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Am J Prev Med. 2008 Mar;34(3):216-23. doi: 10.1016/j.amepre.2007.11.019.

Review of external validity reporting in childhood obesity prevention research.

Author information

  • 1Department of Epidemiology and Cancer Control, St. Jude Children's Research Hospital, Memphis, Tennessee 38105-2794, USA. Lisa.Klesges@stjude.org.2

Abstract

BACKGROUND:

The translation and dissemination of prevention intervention evidence into practice is needed to address significant public health issues such as childhood obesity. Increased attention to and reporting of external validity information in research publications would allow for better understanding of generalizability issues relevant to successful translation. To demonstrate this potential, recent reports of childhood obesity prevention interventions were evaluated on the extent to which external validity dimensions were reported.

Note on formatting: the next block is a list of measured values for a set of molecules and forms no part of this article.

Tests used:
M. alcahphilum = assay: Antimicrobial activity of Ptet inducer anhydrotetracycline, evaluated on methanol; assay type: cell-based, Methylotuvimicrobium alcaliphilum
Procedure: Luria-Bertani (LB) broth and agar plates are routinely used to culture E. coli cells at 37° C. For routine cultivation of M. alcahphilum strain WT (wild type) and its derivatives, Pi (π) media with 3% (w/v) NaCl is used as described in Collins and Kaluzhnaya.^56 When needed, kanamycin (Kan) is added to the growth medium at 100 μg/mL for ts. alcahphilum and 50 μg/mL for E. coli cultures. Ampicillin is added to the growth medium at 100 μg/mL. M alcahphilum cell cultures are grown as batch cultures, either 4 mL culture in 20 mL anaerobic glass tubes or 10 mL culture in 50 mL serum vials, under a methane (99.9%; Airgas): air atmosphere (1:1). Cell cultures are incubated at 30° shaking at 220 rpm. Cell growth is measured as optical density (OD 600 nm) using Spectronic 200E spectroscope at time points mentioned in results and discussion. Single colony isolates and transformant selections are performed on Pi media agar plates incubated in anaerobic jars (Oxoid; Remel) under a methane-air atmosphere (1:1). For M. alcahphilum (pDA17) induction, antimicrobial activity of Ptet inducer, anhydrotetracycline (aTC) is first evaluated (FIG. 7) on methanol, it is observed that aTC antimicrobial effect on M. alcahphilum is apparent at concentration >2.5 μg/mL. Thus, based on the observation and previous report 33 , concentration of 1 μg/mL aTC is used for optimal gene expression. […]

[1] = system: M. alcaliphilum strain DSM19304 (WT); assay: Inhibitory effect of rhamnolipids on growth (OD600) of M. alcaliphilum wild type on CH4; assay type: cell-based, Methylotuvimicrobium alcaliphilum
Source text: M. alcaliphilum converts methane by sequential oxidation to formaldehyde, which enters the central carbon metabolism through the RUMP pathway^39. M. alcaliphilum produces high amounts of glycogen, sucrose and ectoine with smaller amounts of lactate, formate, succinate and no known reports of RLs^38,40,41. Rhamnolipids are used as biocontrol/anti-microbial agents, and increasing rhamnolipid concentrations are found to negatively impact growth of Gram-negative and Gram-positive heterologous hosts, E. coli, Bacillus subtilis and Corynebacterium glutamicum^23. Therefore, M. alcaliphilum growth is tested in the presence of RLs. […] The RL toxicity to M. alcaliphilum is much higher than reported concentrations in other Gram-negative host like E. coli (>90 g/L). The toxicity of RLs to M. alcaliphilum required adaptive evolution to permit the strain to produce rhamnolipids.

METHODS:

Childhood obesity prevention studies that were controlled, long-term research trials published between 1980 and 2004 that reported a behavioral target of physical activity and/or healthy eating along with at least one anthropometric outcome were identified in 2005. Studies were summarized between 2005 and 2006 using review criteria developed by Green and Glasgow in 2006.

RESULTS:

Nineteen publications met selection criteria. In general, all studies lacked full reporting on potential generalizability and dissemination elements. Median reporting over all elements was 34.5%; the mode was 0% with a range of 0% to 100%. Most infrequent were reports of setting level selection criteria and representativeness, characteristics regarding intervention staff, implementation of intervention content, costs, and program sustainability.

CONCLUSIONS:

The evidence base for future prevention interventions can be improved by enhancing the reporting of contextual and generalizability elements central to translational research. Such efforts face practical hurdles but could provide additional explanation for variability in intervention outcomes, insights into successful adaptations of interventions, and help guide policy decisions.

PMID:
18312810
[PubMed - indexed for MEDLINE]
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